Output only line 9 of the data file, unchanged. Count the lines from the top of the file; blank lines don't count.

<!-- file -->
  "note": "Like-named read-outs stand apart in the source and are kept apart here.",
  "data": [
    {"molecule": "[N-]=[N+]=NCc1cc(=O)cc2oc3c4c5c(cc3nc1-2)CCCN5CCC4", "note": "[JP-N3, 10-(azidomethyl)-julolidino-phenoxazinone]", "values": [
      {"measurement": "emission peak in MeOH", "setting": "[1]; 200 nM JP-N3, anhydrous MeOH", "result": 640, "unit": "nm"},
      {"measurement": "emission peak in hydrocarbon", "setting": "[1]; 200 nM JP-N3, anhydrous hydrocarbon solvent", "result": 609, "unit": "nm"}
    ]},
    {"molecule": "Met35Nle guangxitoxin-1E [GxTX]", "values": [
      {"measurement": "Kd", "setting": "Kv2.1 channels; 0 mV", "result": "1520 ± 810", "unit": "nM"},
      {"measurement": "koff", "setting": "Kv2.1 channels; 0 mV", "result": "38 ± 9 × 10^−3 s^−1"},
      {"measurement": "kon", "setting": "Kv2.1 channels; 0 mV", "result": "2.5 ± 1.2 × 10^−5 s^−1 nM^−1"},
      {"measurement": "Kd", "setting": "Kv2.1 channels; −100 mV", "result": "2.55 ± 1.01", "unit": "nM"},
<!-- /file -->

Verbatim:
      {"measurement": "koff", "setting": "Kv2.1 channels; 0 mV", "result": "38 ± 9 × 10^−3 s^−1"},